Latin American currencies take a beating

A strong US dollar and weakening demand for goods has hurt Latin American and emerging economies [Xinhua]

A strong US dollar and weakening demand for goods has hurt Latin American and emerging economies [Xinhua]

It’s shaping up to be a bad week for currency markets in major Latin American economies.

Colombia’s peso, which hit an 11-year low against the US dollar earlier this week at 2737, continued falling late Wednesday.

By Thursday, it had dropped to 2806 pesos against the greenback.

Year to year, it has plummeted 54 per cent.

Brazil’s real, which has for two years struggled against the dollar, hit its lowest level in more than 10 years reaching 3.29 in March.

It improved somewhat – strengthening by less than one per cent between March and mid-June but began to slide again. This week it fell to 3.23 before settling at 3.285 at press time on Thursday morning.

Year to year, it has fallen by more than 48 per cent.

But the Brazilian real is also suffering from domestic fiscal policies which saw the primary surplus target drop from 1.2 per cent of GDP to just 0.15 per cent.

Brazilian markets fear that this could signal that the country will now receive a lower investment rating.

Mexico, Peru, Bolivia, Argentina and Venezuela have also suffered dramatic devaluation in the same period.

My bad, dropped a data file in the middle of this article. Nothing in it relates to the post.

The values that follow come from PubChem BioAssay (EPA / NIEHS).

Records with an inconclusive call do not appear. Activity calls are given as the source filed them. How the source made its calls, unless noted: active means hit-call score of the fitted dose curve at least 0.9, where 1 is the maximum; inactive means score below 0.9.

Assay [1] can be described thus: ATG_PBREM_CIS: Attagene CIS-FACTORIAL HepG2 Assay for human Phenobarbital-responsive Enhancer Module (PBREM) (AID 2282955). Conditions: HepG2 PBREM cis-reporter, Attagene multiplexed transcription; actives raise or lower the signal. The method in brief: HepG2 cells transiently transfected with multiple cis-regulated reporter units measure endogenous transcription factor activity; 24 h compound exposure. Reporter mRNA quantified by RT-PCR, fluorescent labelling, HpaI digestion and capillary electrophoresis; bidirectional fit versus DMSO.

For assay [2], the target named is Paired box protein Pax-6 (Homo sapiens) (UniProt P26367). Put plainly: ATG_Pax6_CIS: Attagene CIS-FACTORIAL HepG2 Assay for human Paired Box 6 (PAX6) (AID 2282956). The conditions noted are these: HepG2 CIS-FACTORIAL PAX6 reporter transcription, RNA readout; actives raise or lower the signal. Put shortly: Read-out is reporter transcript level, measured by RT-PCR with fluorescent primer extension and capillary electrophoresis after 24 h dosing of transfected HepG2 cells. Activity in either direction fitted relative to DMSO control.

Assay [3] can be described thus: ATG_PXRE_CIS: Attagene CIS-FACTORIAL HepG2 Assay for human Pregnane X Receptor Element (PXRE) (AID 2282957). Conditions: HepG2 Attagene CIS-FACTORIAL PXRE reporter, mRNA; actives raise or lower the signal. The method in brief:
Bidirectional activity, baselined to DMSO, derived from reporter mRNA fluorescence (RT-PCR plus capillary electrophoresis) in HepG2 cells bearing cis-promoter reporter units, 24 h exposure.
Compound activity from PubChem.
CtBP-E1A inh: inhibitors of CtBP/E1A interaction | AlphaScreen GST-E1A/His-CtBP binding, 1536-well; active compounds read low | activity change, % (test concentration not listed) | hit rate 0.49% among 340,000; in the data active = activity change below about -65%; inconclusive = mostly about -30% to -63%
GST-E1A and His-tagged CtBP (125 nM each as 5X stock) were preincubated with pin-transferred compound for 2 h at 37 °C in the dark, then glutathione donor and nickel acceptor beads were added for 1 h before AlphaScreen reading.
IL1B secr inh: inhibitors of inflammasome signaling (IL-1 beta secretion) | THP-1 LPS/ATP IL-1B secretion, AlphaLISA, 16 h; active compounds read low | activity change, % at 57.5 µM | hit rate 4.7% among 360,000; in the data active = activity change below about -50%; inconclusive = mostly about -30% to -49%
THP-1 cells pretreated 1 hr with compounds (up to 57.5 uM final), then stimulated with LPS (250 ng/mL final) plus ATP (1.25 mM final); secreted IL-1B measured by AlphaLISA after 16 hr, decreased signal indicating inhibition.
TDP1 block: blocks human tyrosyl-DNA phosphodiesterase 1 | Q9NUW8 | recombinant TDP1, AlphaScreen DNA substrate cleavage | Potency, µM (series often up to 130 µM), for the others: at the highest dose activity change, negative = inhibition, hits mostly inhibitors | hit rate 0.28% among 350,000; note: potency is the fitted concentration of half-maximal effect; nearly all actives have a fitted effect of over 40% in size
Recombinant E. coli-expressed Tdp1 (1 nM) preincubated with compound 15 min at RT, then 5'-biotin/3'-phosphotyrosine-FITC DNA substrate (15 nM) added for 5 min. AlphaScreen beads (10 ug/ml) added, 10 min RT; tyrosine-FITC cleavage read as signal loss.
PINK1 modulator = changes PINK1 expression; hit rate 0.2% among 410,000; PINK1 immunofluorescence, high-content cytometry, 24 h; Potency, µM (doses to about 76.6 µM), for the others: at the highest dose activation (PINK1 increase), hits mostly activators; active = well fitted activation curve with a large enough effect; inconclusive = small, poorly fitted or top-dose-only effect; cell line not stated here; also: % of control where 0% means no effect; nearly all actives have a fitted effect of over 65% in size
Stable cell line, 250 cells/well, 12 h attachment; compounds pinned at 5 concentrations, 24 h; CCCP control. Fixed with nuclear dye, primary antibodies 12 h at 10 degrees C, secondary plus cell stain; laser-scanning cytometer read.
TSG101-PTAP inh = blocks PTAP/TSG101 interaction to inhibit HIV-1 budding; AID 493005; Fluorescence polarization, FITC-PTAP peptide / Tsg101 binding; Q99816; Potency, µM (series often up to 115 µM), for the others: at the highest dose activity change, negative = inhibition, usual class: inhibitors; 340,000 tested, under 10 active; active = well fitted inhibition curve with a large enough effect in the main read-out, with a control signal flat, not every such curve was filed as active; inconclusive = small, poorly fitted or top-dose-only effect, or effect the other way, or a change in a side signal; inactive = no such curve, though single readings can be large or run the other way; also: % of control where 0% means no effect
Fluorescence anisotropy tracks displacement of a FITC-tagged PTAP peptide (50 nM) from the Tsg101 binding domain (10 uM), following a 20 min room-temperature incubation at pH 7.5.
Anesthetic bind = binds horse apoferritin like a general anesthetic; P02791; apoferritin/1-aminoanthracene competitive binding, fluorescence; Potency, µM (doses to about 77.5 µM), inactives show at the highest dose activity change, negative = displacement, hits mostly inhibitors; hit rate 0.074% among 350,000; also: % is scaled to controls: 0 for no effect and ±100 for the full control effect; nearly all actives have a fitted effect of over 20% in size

Analysts point to the strengthening of the US dollar, the stalling of the Chinese economy – and the waning of its appetite for importing goods, and the downward revision of growth in Latin American economies.

These factors contributed to a selloff in emerging market currencies, stocks and bonds and a flight to the dollar.

In South Africa, for example, the rand fell to 12.50 in early June. On Wednesday afternoon, it settled at 12.4460, but still far below its rate just last year. Since July 29, 2014, it has fallen 18 per cent.

Blame it on the Fed?

Currency depreciation has plagued many of the major Latin American economies since early 2014 when the Federal Reserve indicated it would end its quantitative easing stimulus program.

The extra cash in the US economy since the Fed began buying back bonds at a monthly rate of $85 billion allowed major conglomerates to shift investment to many emerging markets.

But in 2014 that started to change as major investment firms began to feel uneasy about the increasing volatility in emerging markets. In that year, some $15 billion of FDI flowed out of emerging economies and was redirected back into US and European markets.

The golden age of investing overseas was coming to an end, which did not bode well for emerging currency markets.

EPFR Global, a US-based firm that tracks the flows and allocations of funds domiciled globally, found that emerging markets between January 1 and February 1 of 2014 had suffered an outflow of $12.2 billion in equity.

But by the end of the second quarter in 2015, outflow was increasing.

Between June 3 and June 10 of this year, outflow from emerging economies reached $9.3 billion – most of it from Asia. This was the highest outflow total in seven years.

Several factors have been exacerbating the rate of outflow.

The euro has fallen by nearly 23 per cent since September 2014, making it cheaper to invest in Europe. At the same time, the Eurozone economy continues to grow at a dismal, lackluster rate which translates into lowered demand for Latin American exports.

By Firas Al-Atraqchi for The BRICS Post

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